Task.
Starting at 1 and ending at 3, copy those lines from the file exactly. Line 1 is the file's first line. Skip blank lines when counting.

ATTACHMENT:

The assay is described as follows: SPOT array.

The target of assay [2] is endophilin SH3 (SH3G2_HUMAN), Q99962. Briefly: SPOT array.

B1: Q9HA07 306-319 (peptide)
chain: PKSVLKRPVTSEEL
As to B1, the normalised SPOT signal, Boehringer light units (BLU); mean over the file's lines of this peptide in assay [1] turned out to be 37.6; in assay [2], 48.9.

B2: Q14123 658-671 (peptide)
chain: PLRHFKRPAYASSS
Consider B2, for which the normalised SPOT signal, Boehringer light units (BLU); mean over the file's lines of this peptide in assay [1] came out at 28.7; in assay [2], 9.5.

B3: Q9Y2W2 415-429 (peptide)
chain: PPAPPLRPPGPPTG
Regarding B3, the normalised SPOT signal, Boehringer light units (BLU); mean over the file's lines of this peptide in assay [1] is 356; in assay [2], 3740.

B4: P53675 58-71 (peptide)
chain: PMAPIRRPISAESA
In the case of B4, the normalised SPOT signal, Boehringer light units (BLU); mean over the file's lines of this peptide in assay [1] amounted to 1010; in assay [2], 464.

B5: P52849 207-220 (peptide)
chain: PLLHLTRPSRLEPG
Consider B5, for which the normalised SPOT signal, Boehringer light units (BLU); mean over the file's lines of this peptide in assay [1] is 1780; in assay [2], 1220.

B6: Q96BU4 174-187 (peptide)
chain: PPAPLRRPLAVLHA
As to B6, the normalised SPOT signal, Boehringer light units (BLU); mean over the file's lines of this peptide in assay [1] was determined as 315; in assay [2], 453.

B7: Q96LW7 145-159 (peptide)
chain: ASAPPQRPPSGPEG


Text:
The assay is described as follows: SPOT array.

The target of assay [2] is endophilin SH3 (SH3G2_HUMAN), Q99962. Briefly: SPOT array.

B1: Q9HA07 306-319 (peptide)